Anorgasmia

Anorgasmia is the persistent and consistent failure to attain orgasm (i.e. climax during sexual intercourse) even after adequate stimulation. It is more documented in females when compared to males and leads to personal distress. Nearly 10% of the men and around 30% of the women reported this problem. In females, it is called female orgasmic disorder.

Based on the symptoms, anorgasmia is classified into three types as below:

  • primary anorgasmia – if an orgasm is never achieved at any point in life
  • secondary anorgasmia - if orgasm could be attained in the past but not any longer in the present
  • situational anorgasmia - if an orgasm cannot be achieved only in certain situations

There are several causes of anorgasmia which are similar for both men and women.

Psychological problems: Performance anxiety is the most important psychological problem for anorgasmia. However, the other problems such as stress can be corrected in relatively short duration. Some persons may develop negative attitudes towards sex, either due to sexual abuse or rape which can be another cause for anorgasmia. Certain other perceptions such as monotonous sex life, boredom with the relationship and marital strife also contribute for anorgasmia. In others, it can be due to the fear of painful intercourse, fear of pregnancy, the undesirability of the partner, etc.

It is estimated that psychological problems are the cause for about 90% of the anorgasmia related cases.

Medical problems: Several medical conditions are also found to be associated with anorgasmia. They include diabetic neuropathy, radical prostatectomy, multiple sclerosis, spinal cord injury, genital surgery, pelvic trauma, hormonal issues (low levels of testosterone and thyroid), hypertension and chronic pain.

In males, the biggest risk factor is the use of antidepressants, especially selective serotonin reuptake inhibitors (SSRIs).

SSRIs can affect nearly 25% of the users in terms of attaining orgasm.

Alcohol or drug abuse (opioids and heroin) can cramp your ability to the climax of sex.

During the aging process, several changes occur in your hormones, anatomy, the neurological and circulatory system which can affect your sexuality. While reaching menopause, estrogen levels get tapered which reduces circulation to the genitals, either delaying or stopping orgasm.

Initially, your doctor will ask about your sexual history, current relationship, and surgical history. Do not hesitate to answer these questions, as they provide a clue to your doctor about your problem.

Following this, a physical examination is performed to check if the underlying cause is any medical condition or if there is any physical or anatomical reason for anorgasmia.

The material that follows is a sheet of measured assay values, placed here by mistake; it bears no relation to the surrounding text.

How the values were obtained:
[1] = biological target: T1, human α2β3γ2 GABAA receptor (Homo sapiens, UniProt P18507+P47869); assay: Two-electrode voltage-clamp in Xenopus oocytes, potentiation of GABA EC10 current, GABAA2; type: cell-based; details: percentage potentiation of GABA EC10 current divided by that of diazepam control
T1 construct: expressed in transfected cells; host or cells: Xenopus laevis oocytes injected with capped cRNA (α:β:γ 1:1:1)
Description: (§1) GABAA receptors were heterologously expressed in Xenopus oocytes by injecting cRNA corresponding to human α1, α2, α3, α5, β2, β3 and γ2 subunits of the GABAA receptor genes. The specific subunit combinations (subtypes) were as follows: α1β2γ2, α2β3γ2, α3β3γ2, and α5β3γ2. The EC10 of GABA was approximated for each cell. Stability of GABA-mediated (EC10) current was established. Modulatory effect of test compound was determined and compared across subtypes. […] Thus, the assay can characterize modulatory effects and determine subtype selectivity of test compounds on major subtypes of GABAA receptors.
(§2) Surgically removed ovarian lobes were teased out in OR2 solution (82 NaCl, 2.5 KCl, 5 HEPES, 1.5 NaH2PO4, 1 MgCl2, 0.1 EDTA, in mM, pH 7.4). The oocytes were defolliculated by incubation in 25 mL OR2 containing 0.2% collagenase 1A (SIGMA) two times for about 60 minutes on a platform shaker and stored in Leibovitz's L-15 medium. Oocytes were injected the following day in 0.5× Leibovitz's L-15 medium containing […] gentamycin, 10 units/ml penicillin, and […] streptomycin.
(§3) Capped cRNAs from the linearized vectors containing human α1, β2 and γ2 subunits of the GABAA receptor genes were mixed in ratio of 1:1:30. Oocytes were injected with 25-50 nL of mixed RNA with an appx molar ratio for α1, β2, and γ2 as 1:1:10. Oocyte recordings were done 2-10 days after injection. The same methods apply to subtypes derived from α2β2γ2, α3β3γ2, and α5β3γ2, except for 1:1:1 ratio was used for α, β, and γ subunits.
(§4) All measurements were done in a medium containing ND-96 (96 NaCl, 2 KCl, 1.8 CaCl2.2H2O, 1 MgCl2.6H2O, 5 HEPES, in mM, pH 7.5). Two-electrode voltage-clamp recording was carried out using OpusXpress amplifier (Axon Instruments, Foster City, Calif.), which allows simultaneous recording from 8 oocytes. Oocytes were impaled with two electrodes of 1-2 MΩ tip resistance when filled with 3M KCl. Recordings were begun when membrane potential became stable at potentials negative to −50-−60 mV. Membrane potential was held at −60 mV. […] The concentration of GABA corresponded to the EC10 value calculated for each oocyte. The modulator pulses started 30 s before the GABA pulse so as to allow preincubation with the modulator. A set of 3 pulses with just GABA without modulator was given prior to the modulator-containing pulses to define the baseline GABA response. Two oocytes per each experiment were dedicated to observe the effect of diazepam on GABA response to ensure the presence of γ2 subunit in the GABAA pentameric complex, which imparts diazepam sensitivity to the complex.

Confirmatory diagnosis of anorgasmia is done by performing several blood tests. A detailed neurological examination, evaluation of the hormonal levels, sugar levels in the blood and genital blood flow is performed.

A sexual therapist can best manage orgasm problems. The success rate for the anorgasmia treatment is about 80-90% while for secondary anorgasmia it is 10-75%. You must consult your doctor if you have the problem of reaching orgasm.

  • If the condition is due to any medical condition, then that needs to be addressed at first.
  • If your problem is due to psychological issues, then you will receive communication training which involves reducing pressure, developing relaxed and playful interactions.
  • Counseling primarily involves teaching the mechanism of sexual arousal to the couple, focusing on the differences in their sexual response cycle. It also focuses on the emotional and situational factors of both the partners, which contribute to the problem.
  • Changes in lifestyle and sexual practices. Certain sensate focus exercises, Kegel exercises, directed masturbation, systematic desensitization techniques are suggested by your physician which can be followed at home.
  • Trying different techniques of sexual arousal, using devices such as vibrators and vacuum pumps.
  • Hormonal imbalances can be treated with hormonal therapy, which is mostly used for women. Estrogen therapy increases blood flow to the genitals, increasing the sensitization. These are available either as pills or as patches.
  • Medications such as phosphodiesterase inhibitors (mainly sildenafil, popularly known as Viagra) are found to be effective for both males and females. Vardenafil is approved for use in men. The drug needs to be taken an hour before having intercourse. The other beneficial drugs include bupropion, amphetamine, amantadine, cabergoline and yohimbine.
  • If anorgasmia is due to drugs, then decreasing the dose of such drugs can reverse the condition. It is safe to coordinate with your psychiatrist before making any changes, especially with SSRIs.

Anorgasmia cannot be treated completely if the nerves supplying genitals are damaged.

It can be frustrating for both the partners if either of them is having the problem to reach orgasm. Most of you might be having an opinion that sex is more or less van-rocking or earth-shaking as telecasted in movies. But this is not true. So come out of such expectations. Instead of thinking about orgasm, focus on mutual pleasure. You will experience a sustained pleasure plateau which is as satisfying as the orgasm.